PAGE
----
such from scripts to access databases. It doesn't usually have
anything to do with someone downloading the PHP source from a
misconfigured server, as you'd be a fool to have your database server
open to the internet. I'll cover more on my idea in a moment.

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A lot of outsourced work and "out of college" developers don't take
security into consideration. In some cases, it's companies going to
pre-packages solutions or source snippets from the web which are just
examples to do something; which never get fixed.

You can even defend against attacks by using addslashes(). Situations
where addslashes() and mysql_real_escape_string() is useless is
something like this:

$nAccountID = /*some user input..*/ "0; DROP users;"
$nAccountID = mysql_real_escape_string($nAccountID);
$sSQL = "SELECT * from users where account_id = ";

mysql_real_escape_string will not change $nAccountID from the value of
"0; DROP users;".. there's nothing to be escaped in the string. The
proper way to protect against SQL injection is usually a combination
of sprintf() or intval(), and mysql_real_escape_string(). For example:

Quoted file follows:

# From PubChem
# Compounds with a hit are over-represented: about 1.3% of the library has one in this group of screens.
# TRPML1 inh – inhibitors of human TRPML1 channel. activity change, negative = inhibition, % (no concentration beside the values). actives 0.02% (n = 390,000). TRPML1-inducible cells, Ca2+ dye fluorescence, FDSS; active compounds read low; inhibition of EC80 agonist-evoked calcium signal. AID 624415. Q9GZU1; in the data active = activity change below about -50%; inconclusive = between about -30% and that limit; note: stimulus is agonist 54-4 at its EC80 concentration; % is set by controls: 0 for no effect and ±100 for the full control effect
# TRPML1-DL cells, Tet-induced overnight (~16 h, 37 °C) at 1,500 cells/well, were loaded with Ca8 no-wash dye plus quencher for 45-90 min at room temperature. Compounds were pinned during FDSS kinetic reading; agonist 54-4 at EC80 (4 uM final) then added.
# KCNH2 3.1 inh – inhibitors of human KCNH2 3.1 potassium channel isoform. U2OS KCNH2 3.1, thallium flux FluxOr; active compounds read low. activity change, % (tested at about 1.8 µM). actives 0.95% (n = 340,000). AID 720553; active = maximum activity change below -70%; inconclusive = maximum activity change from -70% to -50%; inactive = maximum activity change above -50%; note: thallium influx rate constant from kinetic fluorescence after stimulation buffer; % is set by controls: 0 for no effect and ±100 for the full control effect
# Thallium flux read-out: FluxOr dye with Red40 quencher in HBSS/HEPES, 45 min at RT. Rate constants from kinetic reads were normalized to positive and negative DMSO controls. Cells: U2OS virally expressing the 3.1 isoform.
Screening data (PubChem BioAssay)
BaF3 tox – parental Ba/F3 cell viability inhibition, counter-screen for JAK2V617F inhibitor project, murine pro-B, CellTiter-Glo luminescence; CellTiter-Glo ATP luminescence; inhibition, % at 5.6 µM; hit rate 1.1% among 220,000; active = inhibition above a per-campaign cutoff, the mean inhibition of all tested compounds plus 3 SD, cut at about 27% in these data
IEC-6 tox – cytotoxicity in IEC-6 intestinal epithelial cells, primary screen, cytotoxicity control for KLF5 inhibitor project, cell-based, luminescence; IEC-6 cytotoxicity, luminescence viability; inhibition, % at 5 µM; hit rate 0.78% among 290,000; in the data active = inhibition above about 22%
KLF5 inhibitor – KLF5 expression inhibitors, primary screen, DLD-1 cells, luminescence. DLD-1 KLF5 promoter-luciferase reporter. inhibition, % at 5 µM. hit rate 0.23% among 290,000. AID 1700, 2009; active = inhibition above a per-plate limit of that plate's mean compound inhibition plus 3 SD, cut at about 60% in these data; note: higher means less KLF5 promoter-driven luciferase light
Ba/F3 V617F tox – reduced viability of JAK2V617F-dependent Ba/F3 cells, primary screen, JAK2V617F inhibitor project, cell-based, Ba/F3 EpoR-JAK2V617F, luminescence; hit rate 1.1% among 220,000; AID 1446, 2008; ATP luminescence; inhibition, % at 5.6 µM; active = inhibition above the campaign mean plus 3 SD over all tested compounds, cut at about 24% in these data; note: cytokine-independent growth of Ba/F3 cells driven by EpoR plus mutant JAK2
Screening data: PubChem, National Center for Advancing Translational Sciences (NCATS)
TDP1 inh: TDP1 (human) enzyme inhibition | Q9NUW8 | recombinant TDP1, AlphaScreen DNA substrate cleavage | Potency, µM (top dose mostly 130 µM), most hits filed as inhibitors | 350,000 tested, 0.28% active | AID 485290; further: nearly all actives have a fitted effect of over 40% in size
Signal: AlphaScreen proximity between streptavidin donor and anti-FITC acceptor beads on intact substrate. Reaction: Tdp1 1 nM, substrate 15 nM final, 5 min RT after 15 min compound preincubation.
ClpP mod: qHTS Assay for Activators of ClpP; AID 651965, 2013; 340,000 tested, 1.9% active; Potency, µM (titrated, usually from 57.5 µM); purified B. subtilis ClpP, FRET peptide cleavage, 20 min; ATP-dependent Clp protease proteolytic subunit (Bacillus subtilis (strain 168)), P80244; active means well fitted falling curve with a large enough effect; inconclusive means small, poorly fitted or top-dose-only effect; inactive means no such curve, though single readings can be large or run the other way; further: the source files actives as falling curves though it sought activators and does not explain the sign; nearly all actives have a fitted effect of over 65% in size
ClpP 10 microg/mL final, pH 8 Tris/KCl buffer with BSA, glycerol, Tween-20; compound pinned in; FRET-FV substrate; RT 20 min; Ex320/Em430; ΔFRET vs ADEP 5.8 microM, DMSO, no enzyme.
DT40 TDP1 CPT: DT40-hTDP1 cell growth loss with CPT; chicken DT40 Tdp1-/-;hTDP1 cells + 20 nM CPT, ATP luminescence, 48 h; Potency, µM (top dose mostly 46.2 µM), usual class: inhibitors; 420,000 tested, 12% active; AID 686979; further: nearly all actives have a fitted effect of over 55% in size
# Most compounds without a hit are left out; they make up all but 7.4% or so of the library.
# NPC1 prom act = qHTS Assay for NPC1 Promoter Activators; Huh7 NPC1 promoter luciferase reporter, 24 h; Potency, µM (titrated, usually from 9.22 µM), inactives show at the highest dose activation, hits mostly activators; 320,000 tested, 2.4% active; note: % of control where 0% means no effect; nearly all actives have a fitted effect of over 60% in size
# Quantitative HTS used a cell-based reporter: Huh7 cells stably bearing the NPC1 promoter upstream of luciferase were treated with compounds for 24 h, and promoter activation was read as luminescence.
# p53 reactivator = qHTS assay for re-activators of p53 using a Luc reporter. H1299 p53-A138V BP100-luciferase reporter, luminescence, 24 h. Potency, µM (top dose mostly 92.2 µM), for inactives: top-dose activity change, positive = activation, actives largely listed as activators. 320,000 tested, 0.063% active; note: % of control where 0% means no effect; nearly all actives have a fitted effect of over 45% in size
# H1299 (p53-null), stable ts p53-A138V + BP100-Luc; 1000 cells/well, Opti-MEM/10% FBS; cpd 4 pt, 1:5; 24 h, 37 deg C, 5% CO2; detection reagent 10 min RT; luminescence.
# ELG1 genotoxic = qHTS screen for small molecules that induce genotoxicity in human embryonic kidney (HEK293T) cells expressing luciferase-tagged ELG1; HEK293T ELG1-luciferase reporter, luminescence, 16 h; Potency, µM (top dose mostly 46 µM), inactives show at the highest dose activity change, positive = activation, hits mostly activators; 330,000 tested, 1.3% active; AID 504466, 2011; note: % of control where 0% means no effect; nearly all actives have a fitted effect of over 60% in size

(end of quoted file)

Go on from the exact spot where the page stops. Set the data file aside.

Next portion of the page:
$nAccountID = intval("0; DROP users;"); // comes out 0

$sSQL = sprintf('SELECT * FROM users WHERE account_id = %u',

Note here we don't need mysql_real_escape_string() because sprintf()
is going to error if $nAccountID is not a number.

$sSQL = sprintf('SELECT * FROM users WHERE user_name = "%s"',

This will escape the string to remove SQL escape attempts.

Now, mysql_query() has a protection built-in.. it will only execute
one query. So if $sUsername included multiple statements, only the
first would be executed.. which would be enough to complete the
statement you started, then the second statement would be the harmful

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JavaScript methods are like car keys. They keep honest people honest.
Anyone who really wants to, or knows how can just bypass it. That's
where you implement something server side with a database. This would
usually be done by creating a table in a database to track recent
submissions.. usually tracking IP or account ID and submission

When you get a submission request, check

sprintf('SELECT COUNT(*) FROM thetable WHERE ip = %u AND submit_stamp
= >= %u',
  ip2long($_REQUEST['REMOTE_ADDR']), time() - (60 * 5))

To check for how many submissions were made in the last five minutes.

In securing a site and protecting your databases.. it comes down to,